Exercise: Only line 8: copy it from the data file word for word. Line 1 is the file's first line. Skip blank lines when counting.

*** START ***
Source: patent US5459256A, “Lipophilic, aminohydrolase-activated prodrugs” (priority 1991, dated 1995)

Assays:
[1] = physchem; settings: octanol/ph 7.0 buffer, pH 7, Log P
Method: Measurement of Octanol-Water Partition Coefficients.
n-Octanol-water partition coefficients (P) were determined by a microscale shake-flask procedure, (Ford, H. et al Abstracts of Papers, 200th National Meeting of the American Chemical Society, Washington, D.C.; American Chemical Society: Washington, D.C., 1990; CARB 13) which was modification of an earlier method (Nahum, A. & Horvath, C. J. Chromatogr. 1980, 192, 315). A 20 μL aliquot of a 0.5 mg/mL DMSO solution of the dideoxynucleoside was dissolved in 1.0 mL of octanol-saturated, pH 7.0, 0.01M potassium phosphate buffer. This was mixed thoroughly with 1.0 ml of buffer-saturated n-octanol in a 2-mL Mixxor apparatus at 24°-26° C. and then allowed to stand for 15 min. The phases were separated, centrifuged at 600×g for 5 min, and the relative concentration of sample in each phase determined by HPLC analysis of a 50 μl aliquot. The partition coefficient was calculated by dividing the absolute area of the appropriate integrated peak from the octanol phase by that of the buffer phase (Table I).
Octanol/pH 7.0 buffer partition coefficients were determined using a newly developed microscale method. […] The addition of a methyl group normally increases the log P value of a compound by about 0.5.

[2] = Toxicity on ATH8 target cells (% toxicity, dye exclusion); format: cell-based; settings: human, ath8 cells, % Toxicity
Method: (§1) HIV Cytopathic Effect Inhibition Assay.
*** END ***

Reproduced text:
Method: (§1) HIV Cytopathic Effect Inhibition Assay.